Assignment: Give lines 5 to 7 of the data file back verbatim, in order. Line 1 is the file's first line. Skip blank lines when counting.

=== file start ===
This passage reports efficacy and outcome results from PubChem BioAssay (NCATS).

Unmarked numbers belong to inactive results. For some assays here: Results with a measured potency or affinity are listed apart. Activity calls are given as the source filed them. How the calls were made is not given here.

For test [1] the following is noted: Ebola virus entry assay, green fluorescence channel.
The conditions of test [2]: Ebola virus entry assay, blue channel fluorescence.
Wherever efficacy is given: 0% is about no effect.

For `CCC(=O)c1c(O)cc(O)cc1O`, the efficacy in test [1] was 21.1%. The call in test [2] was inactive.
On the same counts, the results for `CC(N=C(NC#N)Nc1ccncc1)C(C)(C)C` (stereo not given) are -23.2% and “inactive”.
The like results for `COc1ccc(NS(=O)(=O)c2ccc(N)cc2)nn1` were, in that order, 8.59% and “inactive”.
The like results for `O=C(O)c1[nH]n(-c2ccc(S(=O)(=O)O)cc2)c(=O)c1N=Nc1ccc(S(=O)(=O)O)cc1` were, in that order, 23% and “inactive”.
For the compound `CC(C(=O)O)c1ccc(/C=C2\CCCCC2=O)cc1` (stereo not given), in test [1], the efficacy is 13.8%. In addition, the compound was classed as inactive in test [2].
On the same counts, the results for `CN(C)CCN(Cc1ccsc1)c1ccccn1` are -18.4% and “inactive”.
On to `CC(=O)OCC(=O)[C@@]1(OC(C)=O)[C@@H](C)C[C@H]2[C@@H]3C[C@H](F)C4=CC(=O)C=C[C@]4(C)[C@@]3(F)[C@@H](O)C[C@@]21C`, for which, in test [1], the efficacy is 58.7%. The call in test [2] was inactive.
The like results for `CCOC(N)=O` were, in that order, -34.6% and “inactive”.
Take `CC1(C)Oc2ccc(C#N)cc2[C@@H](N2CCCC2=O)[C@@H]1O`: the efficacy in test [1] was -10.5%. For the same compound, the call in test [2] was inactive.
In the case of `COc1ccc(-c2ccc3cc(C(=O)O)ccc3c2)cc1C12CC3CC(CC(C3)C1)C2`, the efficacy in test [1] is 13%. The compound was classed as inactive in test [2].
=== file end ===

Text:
Wherever efficacy is given: 0% is about no effect.

For `CCC(=O)c1c(O)cc(O)cc1O`, the efficacy in test [1] was 21.1%. The call in test [2] was inactive.
On the same counts, the results for `CC(N=C(NC#N)Nc1ccncc1)C(C)(C)C` (stereo not given) are -23.2% and “inactive”.